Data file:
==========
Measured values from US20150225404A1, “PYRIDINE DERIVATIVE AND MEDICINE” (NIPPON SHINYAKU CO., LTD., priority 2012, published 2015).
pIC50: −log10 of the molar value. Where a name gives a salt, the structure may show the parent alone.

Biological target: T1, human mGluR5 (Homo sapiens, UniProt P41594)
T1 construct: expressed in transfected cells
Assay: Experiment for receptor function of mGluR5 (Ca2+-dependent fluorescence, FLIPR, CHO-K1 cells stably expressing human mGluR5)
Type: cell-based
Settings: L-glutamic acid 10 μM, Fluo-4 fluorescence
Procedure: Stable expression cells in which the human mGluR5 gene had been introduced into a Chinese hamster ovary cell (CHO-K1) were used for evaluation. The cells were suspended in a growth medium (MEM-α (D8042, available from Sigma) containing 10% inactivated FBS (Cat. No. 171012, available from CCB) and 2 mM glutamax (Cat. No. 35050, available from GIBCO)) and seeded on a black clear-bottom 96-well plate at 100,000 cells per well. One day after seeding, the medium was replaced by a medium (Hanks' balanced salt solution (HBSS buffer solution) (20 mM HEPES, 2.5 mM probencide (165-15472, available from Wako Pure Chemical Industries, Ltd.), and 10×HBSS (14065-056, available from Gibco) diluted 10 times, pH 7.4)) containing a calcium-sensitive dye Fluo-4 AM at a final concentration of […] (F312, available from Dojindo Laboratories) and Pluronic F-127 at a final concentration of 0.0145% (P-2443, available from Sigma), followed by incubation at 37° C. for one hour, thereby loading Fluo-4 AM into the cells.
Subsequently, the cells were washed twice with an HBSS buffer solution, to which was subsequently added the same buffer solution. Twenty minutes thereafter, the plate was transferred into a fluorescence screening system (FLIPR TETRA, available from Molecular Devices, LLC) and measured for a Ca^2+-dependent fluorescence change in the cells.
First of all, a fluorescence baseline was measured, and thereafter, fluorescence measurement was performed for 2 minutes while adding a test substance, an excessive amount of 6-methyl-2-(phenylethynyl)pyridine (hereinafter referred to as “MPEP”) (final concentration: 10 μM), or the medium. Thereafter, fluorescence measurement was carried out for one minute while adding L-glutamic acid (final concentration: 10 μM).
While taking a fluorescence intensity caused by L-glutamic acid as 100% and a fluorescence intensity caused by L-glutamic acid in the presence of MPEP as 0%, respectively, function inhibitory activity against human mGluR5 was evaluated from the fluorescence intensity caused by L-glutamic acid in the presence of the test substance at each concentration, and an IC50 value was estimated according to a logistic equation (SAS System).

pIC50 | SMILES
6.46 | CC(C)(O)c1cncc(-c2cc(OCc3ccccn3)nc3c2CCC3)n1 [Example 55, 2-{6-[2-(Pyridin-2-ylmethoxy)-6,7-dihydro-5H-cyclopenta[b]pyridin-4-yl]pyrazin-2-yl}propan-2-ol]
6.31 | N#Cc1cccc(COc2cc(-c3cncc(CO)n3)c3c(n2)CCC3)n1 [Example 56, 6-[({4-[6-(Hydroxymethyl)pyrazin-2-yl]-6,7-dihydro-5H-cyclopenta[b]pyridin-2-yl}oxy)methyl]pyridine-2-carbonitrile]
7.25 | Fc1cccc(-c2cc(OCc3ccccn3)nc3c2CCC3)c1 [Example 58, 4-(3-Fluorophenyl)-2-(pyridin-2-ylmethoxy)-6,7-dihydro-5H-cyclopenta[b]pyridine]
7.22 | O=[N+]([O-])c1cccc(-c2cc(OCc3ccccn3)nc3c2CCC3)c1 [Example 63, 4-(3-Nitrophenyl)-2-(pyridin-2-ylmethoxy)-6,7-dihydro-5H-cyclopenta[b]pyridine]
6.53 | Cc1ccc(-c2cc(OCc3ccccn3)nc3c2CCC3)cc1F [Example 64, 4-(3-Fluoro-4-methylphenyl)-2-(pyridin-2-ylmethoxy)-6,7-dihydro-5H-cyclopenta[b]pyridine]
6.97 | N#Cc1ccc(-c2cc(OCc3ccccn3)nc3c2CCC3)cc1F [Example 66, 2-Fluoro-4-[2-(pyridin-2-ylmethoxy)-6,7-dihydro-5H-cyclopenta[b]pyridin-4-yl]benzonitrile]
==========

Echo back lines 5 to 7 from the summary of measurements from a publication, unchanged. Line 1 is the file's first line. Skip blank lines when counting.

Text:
Assay: Experiment for receptor function of mGluR5 (Ca2+-dependent fluorescence, FLIPR, CHO-K1 cells stably expressing human mGluR5)
Type: cell-based
Settings: L-glutamic acid 10 μM, Fluo-4 fluorescence